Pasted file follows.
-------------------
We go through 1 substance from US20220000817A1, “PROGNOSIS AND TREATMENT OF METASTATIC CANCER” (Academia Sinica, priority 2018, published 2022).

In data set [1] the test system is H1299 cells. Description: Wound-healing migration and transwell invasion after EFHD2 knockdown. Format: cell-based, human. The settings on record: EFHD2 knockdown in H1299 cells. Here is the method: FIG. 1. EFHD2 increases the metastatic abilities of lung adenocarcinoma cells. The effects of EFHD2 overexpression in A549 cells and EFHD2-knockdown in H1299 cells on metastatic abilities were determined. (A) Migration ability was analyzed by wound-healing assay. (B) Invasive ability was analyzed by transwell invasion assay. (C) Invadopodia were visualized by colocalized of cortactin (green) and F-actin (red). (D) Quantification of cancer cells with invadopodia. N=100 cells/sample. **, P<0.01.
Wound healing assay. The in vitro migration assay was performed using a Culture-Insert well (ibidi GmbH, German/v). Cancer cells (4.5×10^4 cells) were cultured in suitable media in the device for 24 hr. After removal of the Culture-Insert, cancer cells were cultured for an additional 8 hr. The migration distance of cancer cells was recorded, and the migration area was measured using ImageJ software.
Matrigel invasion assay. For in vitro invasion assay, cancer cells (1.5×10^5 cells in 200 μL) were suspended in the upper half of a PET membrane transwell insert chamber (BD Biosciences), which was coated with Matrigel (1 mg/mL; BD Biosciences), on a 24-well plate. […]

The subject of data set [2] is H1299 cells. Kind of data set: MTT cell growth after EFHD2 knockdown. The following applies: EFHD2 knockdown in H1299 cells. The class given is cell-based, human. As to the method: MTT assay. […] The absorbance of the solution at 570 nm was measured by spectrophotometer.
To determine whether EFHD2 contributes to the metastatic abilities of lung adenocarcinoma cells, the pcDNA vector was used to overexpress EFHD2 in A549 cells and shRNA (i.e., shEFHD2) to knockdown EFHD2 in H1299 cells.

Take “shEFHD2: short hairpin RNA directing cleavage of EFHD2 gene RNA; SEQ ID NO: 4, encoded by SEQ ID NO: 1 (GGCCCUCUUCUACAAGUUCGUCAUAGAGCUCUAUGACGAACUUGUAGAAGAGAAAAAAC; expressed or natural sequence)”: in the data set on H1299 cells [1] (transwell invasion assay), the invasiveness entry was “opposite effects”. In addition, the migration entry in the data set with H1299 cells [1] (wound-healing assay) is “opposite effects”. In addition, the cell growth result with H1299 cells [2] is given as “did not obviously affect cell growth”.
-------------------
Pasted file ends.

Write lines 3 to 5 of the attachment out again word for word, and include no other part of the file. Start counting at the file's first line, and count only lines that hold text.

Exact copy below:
Wound healing assay. The in vitro migration assay was performed using a Culture-Insert well (ibidi GmbH, German/v). Cancer cells (4.5×10^4 cells) were cultured in suitable media in the device for 24 hr. After removal of the Culture-Insert, cancer cells were cultured for an additional 8 hr. The migration distance of cancer cells was recorded, and the migration area was measured using ImageJ software.
Matrigel invasion assay. For in vitro invasion assay, cancer cells (1.5×10^5 cells in 200 μL) were suspended in the upper half of a PET membrane transwell insert chamber (BD Biosciences), which was coated with Matrigel (1 mg/mL; BD Biosciences), on a 24-well plate. […]

The subject of data set [2] is H1299 cells. Kind of data set: MTT cell growth after EFHD2 knockdown. The following applies: EFHD2 knockdown in H1299 cells. The class given is cell-based, human. As to the method: MTT assay. […] The absorbance of the solution at 570 nm was measured by spectrophotometer.